Terrell Bynum is finally building momentum.
Whether he likes it or not.
Take that unfortunate morning in February, for example. Bynum — a 6-foot-1, 198-pound redshirt sophomore wide receiver — woke and embarked on the menacing, snowy drive to an early workout. The Long Beach, Calif., native inched down the notoriously steep hill on Northeast 45th Street near campus.
At least, it started as an inch.
“I was going down a hill, and I’ve never driven in snow before, and I was trying to stop and I was going like five miles an hour and my car would not stop,” Bynum said on Monday. “It bumped a guy in front of me. It wasn’t terrible at all.”
It wasn’t terrible, for one thing, because the damage wasn’t too devastating. But that wasn’t the only reason.
“I saw people going like 5 mph,” Bynum explained. “I was like, ‘Wow, I’ve got to make it to workouts.’ I actually made it on time.
“I made it. That’s all I care about.”
In the car, and out of it, Bynum is starting to gain some speed. The former 247Sports three-star recruit redshirted his freshman season in 2017 and then underwent hand surgery to repair a right thumb injury in January 2018. He failed to secure a single catch in his first two full seasons on campus, despite appearing in 10 games last season.
Why, then, has he suddenly started to surge?
“Having the surgery on my hand, I wasn’t able to catch footballs like I wanted to,” Bynum said. “This offseason and in the winter I was able to do everything I wanted to do — get in the film room, catch as many balls as I needed to, run routes, just do everything. I feel like it’s finally paying off.”
This time last spring, Bynum described his temperament as “a little timid. I wasn’t really talking much. I was kind of just laying low, staying behind.” But as his confidence has come, the catches have accrued.
The former St. John Bosco standout produced perhaps the biggest offensive highlight in the Huskies’ first five practices last Friday, sprinting past cornerback Keith Taylor and snagging a rainbow in stride from junior quarterback Jacob Eason for an untouched touchdown. He later boxed out redshirt freshman cornerback Kyler Gordon and high-pointed a jump ball for another massive gain.
Bynum also impressed at last month’s Husky Combine, finishing fourth on the team with a 4.48-second 40-yard dash.
The goal now is to prove Friday’s practice wasn’t a fluke.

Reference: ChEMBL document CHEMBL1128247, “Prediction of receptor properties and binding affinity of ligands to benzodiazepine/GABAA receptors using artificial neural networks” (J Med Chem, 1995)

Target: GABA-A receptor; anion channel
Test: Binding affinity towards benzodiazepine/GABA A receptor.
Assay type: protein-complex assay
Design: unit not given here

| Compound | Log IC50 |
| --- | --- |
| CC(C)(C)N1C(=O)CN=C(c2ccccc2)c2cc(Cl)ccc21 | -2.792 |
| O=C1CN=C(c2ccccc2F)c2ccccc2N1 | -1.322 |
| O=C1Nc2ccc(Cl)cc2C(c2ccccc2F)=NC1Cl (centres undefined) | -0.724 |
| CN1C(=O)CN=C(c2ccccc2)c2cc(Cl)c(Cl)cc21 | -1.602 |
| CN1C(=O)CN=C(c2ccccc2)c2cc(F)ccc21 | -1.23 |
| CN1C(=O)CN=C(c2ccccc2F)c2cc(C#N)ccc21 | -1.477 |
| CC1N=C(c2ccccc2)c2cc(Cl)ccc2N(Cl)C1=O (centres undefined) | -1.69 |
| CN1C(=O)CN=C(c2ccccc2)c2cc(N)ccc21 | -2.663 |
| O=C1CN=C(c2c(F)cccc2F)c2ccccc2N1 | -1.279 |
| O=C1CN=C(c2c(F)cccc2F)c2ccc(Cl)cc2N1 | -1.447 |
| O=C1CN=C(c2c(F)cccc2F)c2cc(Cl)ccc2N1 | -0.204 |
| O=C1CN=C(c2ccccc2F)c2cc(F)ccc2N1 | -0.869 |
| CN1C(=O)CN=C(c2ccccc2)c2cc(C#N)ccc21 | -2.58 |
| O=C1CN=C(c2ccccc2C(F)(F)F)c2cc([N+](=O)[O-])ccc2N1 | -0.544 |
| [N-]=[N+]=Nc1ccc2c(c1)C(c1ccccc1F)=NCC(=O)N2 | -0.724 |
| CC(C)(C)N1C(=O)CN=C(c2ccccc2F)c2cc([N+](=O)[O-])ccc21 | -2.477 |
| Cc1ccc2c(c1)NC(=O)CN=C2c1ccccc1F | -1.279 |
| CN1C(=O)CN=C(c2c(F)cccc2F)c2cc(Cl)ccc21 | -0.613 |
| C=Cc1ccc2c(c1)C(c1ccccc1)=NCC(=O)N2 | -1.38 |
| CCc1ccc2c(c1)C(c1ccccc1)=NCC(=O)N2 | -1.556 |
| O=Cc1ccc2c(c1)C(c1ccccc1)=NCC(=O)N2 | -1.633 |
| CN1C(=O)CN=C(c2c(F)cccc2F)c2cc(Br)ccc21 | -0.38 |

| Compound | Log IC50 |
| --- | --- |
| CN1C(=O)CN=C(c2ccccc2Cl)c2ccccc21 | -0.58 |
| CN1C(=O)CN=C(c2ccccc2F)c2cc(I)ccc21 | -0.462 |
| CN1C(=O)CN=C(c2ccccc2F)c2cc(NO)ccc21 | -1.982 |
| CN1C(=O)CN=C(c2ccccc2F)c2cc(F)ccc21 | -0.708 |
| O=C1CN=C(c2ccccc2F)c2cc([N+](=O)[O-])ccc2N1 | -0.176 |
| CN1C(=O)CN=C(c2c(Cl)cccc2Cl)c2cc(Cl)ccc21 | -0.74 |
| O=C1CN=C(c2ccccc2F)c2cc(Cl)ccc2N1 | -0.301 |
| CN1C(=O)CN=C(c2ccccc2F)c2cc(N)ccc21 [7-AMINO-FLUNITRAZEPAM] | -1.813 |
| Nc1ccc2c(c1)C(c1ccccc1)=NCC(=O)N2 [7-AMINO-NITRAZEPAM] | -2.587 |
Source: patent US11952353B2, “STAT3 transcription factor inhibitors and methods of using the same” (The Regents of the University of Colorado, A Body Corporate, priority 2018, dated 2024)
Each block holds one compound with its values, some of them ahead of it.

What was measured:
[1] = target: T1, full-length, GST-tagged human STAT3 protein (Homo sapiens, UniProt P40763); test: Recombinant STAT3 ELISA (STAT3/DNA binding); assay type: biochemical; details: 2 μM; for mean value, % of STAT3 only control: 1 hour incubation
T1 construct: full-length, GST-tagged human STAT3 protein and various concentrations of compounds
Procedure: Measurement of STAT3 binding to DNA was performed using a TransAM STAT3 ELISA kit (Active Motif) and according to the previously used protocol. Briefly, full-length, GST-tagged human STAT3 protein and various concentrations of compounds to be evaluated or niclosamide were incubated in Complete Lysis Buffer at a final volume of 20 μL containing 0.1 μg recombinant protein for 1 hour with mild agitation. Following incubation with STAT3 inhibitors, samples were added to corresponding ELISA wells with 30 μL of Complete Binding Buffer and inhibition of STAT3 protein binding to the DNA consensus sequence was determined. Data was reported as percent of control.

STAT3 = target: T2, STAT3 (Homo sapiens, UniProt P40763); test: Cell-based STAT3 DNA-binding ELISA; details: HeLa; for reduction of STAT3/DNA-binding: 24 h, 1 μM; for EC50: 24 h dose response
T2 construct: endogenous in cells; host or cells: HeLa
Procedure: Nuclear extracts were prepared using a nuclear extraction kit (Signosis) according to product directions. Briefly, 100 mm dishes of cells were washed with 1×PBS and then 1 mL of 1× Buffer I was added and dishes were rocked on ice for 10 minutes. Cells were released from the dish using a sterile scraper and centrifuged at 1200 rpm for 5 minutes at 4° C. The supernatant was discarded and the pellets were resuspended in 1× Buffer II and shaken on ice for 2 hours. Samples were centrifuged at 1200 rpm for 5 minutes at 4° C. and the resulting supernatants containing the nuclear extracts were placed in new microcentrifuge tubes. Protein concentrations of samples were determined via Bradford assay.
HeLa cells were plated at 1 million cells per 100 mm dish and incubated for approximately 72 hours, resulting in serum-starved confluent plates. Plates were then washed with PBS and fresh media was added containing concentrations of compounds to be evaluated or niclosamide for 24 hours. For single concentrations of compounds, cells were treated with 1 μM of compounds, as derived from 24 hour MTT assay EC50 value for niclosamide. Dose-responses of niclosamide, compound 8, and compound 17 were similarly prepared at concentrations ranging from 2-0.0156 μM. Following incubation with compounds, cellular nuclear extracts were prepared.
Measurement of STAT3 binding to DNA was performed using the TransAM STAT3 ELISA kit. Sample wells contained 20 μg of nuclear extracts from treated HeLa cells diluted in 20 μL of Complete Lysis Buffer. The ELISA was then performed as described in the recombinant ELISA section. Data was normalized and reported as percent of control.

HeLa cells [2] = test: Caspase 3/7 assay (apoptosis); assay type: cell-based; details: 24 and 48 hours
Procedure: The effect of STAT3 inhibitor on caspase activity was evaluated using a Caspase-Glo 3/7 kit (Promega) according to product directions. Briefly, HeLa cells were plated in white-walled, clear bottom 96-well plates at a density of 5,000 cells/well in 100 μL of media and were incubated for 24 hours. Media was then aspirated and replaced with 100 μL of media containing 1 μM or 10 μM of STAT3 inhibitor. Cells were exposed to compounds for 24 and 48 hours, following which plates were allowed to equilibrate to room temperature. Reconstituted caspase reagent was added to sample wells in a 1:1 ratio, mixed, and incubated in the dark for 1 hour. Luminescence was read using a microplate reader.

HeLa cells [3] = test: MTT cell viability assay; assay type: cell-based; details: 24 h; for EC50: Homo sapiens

“I think Terrell’s been playing consistent and making plays with the ball in the air and not thinking as much, which I think is awesome,” offensive coordinator Bush Hamdan said Monday. “When you hit that second, third year, you just kind of go out there and trust your athleticism.”
While returning wide receivers Aaron Fuller, Ty Jones and Quinten Pounds have been sidelined due to injuries this spring, Bynum’s athleticism has been on display. He’s making the most of his starting reps.
He’s ascending, and he isn’t surprised.
“I’ve always felt (it was my time),” Bynum said. “This year has probably been the most I’ve ever grinded, so there was going to be an opportunity regardless of if (the injured wide receivers) were there or not.
“But we do have to pick up the slack, because we don’t have a lot of guys right now. But when they come back we’re going to be something dangerous.”
Despite the delay, Bynum is definitely dangerous. And, according to offensive coordinator Bush Hamdan, his case isn’t all that uncommon.
“I think once in a blue moon you get a guy that steps on campus and the adjustment is not very great,” Hamdan said on Monday. “Like Myles Gaskin, the day he got here everybody was kind of going, ‘OK, this guy is probably going to play.’
“For the rest of the guys, I think they all take it at a different pace — the adjustment and the school and the social experience. From the football side of it, we’re just fired up that we see a guy (in Bynum) that’s consistently been working towards it and is starting to get what he deserves.”
Of course, first-year UW wide receivers coach Junior Adams has also played a part in that — and not just for Bynum.
“(Former wide receivers coach Matt) Lubick was awesome, but coach Junior Adams is just a different energy,” Bynum said. “He riles us up, gets us going, makes it a lot more fun atmosphere.
“Basically he’s just told us to have fun. ‘Don’t go out there trying to think too much. Go out there and talk stuff against the defense. Just have fun.’ We’re not out there just lackadaisical. It’s actually a fun energy.”
So far this spring, Bynum hasn’t needed to talk stuff. His tape has done the talking. But that tape is still limited; it lacks so much as a regular season catch. When August arrives, he’ll have to fend off Fuller, Jones, senior Andre Baccellia, several redshirt freshmen and highly touted signee Puka Nacua for opportunities. He’ll have to keep proving himself.
He’ll have to keep building momentum … and hopefully it won’t be too terrible.
“Coach Pete recruits everybody from California and expects us to drive in the snow,” Bynum said with a laugh. “It’s interesting.”